Major Chantil Minton: Honoring a family memory
Major Chantil, Minton is all smiles after winning the Nurse Case Manager Award for Warrior Care and Transition (Photo Courtesy Chantil Minton)
By Annette P. Gomes Warrior Care Transition
The loss of a loved one can be devastating, but after losing her beloved grandmother, Maj. Chantil Minton turned her pain into a passion to help others.
“I was the great debater and I had planned to pursue law school, but seeing how the hospice nurses took care of my grandmother during her battle with brain cancer and how they were present when she took her last breath was enough for me to change my mind about law school. I wanted to become a nurse,” Minton said.
A self-described rebel, Minton says she began to view life differently. Determined to provide a better life for her and her children, she enlisted in the military in 1997. After graduating from Advanced Individual Training, Minton deployed to Kosovo and Macedonia.
Upon her return to the United States, she continued to pursue her dreams of becoming a nurse. In 2006, Minton completed the U.S. Army Medical Department Enlisted Commissioning Program and was commissioned as a 2nd Lt. in the U.S. Army Nurse Corps.
In the fall of 2014, Maj.Minton joined the Warrior Transition Unit at Fort Sam Houston as a nurse case manager; an advocate who supports and works with medical providers and the military chain of command to address any issue regarding the wounded ill, and injured and their treatment.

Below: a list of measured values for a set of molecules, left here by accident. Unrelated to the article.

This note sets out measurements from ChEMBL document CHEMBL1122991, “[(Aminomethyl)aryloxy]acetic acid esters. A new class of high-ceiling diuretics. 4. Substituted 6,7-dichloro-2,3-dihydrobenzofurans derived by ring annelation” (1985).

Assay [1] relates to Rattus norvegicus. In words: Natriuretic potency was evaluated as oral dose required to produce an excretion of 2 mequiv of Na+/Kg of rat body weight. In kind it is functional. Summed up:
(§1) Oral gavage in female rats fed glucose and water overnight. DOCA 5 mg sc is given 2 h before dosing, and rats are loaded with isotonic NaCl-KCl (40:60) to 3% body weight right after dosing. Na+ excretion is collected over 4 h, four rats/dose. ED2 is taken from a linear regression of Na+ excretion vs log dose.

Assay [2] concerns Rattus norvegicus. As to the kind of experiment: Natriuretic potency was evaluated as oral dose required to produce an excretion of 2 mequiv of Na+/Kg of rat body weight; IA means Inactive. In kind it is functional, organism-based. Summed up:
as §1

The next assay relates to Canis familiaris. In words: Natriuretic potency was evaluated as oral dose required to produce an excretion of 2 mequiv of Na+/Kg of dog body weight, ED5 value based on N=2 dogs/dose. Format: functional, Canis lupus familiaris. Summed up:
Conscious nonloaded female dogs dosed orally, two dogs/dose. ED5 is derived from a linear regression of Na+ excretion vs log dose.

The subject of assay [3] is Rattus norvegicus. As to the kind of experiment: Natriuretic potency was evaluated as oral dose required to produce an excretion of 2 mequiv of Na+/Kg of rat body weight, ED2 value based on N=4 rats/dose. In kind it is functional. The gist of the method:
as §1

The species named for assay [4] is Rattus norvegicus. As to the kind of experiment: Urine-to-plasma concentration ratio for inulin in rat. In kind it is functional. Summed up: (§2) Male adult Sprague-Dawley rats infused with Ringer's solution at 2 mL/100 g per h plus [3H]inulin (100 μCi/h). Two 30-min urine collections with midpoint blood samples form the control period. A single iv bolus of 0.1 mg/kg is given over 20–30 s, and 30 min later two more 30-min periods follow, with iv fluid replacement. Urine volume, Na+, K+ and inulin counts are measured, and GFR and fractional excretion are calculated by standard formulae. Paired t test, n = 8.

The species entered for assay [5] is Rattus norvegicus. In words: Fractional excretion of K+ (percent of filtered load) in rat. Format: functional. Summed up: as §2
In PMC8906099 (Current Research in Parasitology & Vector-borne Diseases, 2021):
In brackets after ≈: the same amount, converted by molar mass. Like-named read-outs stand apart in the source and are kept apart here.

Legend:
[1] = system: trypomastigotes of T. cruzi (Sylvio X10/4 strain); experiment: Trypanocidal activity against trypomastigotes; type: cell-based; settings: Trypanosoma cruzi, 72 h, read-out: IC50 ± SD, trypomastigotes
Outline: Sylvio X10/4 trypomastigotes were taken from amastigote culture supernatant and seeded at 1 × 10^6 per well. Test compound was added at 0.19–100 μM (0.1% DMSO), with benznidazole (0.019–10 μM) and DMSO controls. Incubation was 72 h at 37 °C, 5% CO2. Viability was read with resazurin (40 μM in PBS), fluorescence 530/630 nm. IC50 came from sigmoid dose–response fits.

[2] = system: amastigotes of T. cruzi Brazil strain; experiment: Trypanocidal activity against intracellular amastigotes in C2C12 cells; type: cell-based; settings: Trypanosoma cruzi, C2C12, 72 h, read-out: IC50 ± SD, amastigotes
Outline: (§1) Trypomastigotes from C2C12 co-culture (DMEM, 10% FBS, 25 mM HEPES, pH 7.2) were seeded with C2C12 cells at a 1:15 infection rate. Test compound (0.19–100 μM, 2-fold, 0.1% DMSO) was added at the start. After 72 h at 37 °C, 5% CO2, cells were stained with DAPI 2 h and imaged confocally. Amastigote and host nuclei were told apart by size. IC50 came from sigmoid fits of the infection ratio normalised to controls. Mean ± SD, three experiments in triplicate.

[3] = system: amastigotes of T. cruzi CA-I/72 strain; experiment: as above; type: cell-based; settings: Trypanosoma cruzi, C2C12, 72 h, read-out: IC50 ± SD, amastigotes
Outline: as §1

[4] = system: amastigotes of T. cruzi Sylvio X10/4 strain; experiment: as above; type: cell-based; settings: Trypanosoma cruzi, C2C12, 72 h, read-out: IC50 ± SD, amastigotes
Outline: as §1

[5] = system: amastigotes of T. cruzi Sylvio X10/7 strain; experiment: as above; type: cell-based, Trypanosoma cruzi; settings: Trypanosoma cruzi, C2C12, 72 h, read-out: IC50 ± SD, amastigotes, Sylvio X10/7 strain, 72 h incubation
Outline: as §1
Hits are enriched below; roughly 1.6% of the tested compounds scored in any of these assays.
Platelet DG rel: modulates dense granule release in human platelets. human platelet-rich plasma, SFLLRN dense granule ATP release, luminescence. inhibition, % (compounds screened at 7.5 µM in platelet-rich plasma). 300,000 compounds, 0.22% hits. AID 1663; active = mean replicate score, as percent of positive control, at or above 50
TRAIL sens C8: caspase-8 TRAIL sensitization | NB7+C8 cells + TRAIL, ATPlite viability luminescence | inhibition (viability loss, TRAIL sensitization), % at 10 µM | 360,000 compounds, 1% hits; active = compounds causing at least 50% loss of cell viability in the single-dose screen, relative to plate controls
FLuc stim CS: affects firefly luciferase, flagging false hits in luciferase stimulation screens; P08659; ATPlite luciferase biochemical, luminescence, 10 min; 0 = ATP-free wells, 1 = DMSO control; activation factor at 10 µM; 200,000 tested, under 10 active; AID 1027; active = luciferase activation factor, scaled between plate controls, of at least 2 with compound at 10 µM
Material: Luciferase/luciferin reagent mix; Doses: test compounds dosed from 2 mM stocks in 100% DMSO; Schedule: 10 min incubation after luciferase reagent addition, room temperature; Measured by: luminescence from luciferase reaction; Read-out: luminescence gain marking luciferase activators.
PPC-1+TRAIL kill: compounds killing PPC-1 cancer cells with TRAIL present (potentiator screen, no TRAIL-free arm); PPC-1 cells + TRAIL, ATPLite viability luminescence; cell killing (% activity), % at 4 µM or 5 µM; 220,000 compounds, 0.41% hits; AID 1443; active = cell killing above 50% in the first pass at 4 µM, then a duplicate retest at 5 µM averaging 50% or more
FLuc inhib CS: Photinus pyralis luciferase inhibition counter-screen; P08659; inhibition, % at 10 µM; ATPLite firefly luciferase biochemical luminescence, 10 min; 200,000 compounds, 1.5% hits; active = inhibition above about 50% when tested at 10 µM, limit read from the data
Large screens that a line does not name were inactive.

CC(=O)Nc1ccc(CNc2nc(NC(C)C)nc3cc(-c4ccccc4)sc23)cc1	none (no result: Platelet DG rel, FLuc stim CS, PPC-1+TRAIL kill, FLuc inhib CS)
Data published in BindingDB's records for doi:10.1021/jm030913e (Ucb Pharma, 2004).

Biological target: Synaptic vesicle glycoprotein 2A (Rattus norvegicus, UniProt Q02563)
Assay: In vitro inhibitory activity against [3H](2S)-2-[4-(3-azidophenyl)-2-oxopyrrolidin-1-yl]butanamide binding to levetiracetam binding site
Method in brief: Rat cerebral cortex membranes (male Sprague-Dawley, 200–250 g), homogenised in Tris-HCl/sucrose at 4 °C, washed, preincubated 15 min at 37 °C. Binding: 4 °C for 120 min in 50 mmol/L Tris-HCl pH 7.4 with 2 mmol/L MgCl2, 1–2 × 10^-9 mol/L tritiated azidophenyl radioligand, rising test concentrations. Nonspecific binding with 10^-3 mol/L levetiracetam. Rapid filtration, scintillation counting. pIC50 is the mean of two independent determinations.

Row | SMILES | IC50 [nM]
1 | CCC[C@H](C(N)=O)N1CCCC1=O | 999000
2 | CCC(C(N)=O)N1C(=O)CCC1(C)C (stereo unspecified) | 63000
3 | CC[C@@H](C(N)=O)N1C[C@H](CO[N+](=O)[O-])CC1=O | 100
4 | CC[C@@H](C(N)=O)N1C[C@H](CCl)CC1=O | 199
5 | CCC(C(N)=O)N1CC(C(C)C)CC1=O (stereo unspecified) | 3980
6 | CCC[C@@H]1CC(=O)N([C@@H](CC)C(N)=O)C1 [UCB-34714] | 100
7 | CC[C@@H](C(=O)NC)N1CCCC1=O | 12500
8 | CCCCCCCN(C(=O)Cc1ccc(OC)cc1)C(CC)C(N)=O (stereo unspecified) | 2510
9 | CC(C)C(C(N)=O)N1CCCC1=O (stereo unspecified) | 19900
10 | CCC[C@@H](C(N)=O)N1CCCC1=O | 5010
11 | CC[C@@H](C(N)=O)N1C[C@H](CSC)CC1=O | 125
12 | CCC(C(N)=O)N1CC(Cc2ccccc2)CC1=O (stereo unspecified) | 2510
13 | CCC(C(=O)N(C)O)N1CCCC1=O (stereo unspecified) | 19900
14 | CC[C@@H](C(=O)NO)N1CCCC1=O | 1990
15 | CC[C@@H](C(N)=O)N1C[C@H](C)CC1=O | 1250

“You never know what these Soldiers are going through. You become a ray of sunshine and a voice of reason for them. Many are on different paths, they come with broken spirits, so in essence they become like family and at that point you give them your all,” she explained.
While often working nine hour days managing a team of nine, the Alabama native says the help she is able to provide is something she cherishes.
“It’s about helping them continue to fight for their lives as much has changed over the years. These Soldiers are able to return to duty and that’s so inspiring. They may have lost a limb, but that doesn’t mean their careers are over,” she said.
In November of 2016, Minton’s dedication and commitment to helping others paid off. After receiving numerous nominations from 14 existing WTU’s, she received the Nurse Case Manager Award for the Warrior Care and Transition
Former Battalion Nurse Case Manager for Warrior Care Transition, Joint Base San Antonio, Lt. Col. LeRoy Marklund nominated Minton for the award.
“I was proud to nominate Maj. Minton. She has a strong work ethic, an incredible compassion for her patients and staff and always shows strong leadership skills. All these attributes are often recognized by her peers,” Marklund said.
“I was humbled and so surprised. This really belongs to my colleagues and mentors who have instilled this great work inside of me. I’m truly blessed to have shared this experience with them. They’re like family.”
As Minton reflected upon her award, memories of her grandmother surfaced.
“I know she can see me, she’s proud and is smiling down on me.”